Merck-Funded Study Backs It on Vioxx Issue

From Reuters

A report commissioned by Merck & Co.’s board said Wednesday that the drug maker’s top executives did not knowingly put patients at risk in developing and marketing Vioxx, the popular arthritis drug withdrawn after a study showed that it increased heart risks.

The 20-month review of the drug company’s conduct concluded that Merck management “acted with integrity” in the development and marketing of Vioxx, said former Manhattan federal judge John Martin, who led the probe.

The report, on which Merck spent about $21 million, criticized certain Merck promotional activity but generally absolved top management.


“Critics contend that senior officials at Merck knowingly put patients at risk of cardiovascular events rather than jeopardize the profits that Merck generated from the sale of Vioxx,” the report said. “After an exhaustive investigation, we have concluded that there is no basis for such a claim.”

Martin, along with other lawyers and paralegals at Debevoise & Plimpton, spent more than 53,000 hours on the 179-page report, which also included about 1,500 pages of appendixes. They interviewed 115 people, including top company executives, and drew upon testimony in civil and governmental proceedings.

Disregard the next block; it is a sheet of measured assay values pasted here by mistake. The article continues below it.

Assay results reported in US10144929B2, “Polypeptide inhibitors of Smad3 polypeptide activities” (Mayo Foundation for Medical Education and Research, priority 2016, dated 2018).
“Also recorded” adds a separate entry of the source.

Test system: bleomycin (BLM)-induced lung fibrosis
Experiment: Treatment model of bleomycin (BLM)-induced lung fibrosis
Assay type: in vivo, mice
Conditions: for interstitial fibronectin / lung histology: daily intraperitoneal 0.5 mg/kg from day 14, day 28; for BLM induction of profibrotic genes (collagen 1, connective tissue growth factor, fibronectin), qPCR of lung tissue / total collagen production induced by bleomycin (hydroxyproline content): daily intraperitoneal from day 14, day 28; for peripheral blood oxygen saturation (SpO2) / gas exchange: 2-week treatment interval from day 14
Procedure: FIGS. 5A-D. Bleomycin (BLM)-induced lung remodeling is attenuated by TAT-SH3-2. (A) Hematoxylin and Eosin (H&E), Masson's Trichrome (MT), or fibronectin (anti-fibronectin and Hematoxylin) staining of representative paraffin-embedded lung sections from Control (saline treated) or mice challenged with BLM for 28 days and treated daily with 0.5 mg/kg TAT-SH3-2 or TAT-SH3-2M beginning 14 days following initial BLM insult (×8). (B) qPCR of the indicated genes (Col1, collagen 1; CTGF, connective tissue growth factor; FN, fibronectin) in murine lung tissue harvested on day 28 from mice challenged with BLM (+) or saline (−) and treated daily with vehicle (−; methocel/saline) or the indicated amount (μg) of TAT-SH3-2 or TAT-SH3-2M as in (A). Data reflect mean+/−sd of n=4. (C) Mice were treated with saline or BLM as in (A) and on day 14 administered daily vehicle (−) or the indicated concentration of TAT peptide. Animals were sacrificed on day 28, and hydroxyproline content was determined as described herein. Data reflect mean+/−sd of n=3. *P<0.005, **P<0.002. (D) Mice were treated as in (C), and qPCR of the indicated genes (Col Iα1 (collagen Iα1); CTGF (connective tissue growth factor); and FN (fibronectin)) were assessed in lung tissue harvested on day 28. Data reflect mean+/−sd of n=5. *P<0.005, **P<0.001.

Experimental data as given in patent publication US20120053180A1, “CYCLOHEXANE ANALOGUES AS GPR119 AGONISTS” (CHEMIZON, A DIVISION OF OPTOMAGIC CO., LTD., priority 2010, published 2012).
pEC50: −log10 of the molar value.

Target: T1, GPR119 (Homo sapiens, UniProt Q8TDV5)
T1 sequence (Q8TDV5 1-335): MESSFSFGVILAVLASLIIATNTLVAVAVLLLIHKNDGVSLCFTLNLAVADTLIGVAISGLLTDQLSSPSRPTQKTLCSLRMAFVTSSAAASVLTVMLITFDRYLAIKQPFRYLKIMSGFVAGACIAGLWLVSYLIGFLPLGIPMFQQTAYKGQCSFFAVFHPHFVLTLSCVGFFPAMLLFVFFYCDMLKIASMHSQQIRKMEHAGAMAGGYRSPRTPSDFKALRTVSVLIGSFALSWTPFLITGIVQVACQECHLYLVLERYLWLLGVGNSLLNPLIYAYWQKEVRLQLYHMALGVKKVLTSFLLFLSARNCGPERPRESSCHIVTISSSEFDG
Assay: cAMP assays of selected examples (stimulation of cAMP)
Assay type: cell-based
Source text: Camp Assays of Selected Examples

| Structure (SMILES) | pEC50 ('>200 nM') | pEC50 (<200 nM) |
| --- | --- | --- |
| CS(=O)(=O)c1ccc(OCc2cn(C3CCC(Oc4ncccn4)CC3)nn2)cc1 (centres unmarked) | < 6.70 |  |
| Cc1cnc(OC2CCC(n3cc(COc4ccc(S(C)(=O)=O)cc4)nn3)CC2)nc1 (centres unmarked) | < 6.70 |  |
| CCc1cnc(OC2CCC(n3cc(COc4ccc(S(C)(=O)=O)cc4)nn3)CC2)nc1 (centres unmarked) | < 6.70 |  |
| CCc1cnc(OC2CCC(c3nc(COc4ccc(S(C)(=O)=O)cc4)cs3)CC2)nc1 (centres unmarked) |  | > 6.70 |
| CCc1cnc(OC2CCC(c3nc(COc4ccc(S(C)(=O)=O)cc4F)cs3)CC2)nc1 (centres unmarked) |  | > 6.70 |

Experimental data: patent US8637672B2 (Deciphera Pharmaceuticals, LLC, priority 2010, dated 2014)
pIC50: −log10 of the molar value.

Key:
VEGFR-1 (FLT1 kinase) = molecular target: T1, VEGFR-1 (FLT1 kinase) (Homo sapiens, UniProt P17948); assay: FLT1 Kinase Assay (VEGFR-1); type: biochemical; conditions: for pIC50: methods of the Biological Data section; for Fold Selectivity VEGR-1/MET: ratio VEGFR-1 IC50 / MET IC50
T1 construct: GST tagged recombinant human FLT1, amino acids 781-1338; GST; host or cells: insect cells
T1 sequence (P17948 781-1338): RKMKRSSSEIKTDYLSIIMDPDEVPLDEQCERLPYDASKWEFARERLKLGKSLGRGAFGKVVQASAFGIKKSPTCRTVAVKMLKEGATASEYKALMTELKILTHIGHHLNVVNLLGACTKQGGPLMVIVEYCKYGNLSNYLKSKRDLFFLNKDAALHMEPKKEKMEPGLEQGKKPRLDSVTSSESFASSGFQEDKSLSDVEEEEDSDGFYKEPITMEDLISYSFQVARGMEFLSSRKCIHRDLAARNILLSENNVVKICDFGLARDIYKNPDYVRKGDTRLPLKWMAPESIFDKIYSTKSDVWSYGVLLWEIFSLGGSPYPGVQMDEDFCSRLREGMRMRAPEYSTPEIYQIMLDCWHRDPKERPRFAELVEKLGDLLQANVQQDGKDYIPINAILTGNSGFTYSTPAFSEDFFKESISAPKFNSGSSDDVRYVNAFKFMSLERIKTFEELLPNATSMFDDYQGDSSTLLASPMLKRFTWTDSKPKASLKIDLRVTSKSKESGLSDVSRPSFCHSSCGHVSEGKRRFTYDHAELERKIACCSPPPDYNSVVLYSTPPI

One securities lawyer who isn’t involved in litigation affecting Merck questioned the objectivity of the Merck-sponsored report.

“The conclusion of Merck’s own counsel cannot possibly be surprising,” said Jay Gould, a partner at Pillsbury Winthrop Shaw Pittman. “I don’t know of any firm that wouldn’t do what [Debevoise & Plimpton] did. That’s our job. We’re not paid to be impartial.”

Merck board member William Bowen, who led the special committee reviewing the company’s Vioxx conduct, said the board was reassured by the report’s finding that company management acted responsibly.

“The main question the board wanted answered was: ‘Did the senior people at Merck knowingly put people at risk in ways that they should not have done?’ ” Bowen said. “There is, I would submit, in the Martin report, no evidence to that effect.”

The withdrawal in September 2004 of Vioxx, a $2.5-billion-a-year seller, sent Merck shares tumbling, drew investigations from U.S. authorities and prompted sharp criticism of the Whitehouse Station, N.J.-based pharmaceutical company known for its sterling scientific reputation.

Although its shares have largely rebounded, Merck continues to face federal probes involving Vioxx and more than 14,200 product liability lawsuits. So far, the company and plaintiffs each have four victories.

The report found that no member of Merck management tried to mislead scientists or consumers. It also said there was no support for assertions that Merck propelled Vioxx to market without conducting necessary testing. And it rejected claims that Merck scientists ignored signals that the drug caused heart problems.